No 3D for "Independence Day"

Cinema Online
No 3D for "Independence Day"

22 Nov – Despite the recent trend for film studios to re-release classic blockbusters in 3D, 20th Century Fox has decided to forgo their plans to do so for director Roland Emmerich's 1996 sci-fi classic "Independence Day", instead planning for two more instalments for the film, according to Examiner.

Initially, Fox's plans were to present a re-tooled version of the disaster movie in cinemas on 3 July in U.S. next year, in conjunction with U.S. Independence Day celebrations. The studio's sudden withdrawal from the 3D trend without reason shocked many, but recently, it has been said that they have bigger plans, which is to create a film franchise for "Independence Day" by producing two sequels titled "ID Forever – Part 1" and "ID Forever – Part 2", respectively.

Acclaimed American producer Dean Devlin, who wrote the screenplay of "Independence Day" with Emmerich said that he was thrilled to work with the latter once again.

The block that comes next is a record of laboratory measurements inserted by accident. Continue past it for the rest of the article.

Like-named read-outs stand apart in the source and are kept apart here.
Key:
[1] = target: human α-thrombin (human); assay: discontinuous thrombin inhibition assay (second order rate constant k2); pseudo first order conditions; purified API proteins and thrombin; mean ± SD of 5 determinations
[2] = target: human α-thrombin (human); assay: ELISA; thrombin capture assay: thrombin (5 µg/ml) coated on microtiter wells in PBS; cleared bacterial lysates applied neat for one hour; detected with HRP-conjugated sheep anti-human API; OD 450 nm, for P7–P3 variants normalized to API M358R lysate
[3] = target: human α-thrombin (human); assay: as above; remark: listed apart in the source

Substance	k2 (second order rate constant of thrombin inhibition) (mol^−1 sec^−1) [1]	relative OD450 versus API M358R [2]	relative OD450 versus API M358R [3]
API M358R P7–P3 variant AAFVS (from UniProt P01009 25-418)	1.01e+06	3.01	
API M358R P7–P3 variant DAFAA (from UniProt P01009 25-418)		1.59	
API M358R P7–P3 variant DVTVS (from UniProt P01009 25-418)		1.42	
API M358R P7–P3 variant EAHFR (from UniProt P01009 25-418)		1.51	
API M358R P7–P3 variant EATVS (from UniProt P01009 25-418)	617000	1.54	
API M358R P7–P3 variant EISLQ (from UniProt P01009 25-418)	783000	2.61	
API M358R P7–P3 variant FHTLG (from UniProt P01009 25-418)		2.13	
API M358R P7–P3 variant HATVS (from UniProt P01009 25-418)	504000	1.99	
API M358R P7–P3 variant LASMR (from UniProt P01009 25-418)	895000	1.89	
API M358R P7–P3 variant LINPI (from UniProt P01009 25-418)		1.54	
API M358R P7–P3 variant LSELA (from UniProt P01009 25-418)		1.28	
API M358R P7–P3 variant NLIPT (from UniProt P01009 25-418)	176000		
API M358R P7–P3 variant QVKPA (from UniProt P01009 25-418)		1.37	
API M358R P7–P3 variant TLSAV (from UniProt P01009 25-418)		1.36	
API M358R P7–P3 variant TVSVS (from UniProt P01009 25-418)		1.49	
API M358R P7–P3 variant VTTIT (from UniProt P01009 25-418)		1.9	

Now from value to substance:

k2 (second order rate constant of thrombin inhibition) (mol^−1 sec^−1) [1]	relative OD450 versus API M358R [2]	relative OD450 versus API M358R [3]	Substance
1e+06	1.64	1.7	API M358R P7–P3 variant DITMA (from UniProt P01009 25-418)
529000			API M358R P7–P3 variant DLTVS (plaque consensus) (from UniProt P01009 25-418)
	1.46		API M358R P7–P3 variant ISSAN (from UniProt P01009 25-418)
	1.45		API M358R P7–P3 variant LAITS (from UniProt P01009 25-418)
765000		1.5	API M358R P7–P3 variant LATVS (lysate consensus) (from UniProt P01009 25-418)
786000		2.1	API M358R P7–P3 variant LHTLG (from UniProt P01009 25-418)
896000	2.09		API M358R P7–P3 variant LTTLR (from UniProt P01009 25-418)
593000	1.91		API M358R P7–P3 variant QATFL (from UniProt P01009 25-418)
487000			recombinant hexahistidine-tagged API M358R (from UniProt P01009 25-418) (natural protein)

"I can tell you that Roland and I will be working together for the first time in 11 years and we're very excited about the idea of doing it," said Devlin.

He added, "Whether or not we can make this happen, if we can get all the pieces to come together, that's gonna be challenging. But creatively, for the very first time since we did the original, I feel we have a worthy concept, a worthy path to go."

Although 3D is a great tool to take the moviegoers to a whole other level of watching films in cinemas, until now, none of the 3D re-releases had gained successful box office results, including Disney's "The Lion King" ($94.2 million), James Cameron's "Titanic" ($57.9 million) and Fox's own "Star Wars Episode 1: The Phantom Menace" which grossed $43.5 million, showing signs that audiences' interest in reliving the classics in theater was not as high as the studios expected.

"Independence Day" starred Will Smith, Jeff Goldblum, Bill Pullman, Vivica A.Fox and Mary McDonell. The film gained $817 million at the worldwide box office and went on to win the Academy Award for Best Visual Effects.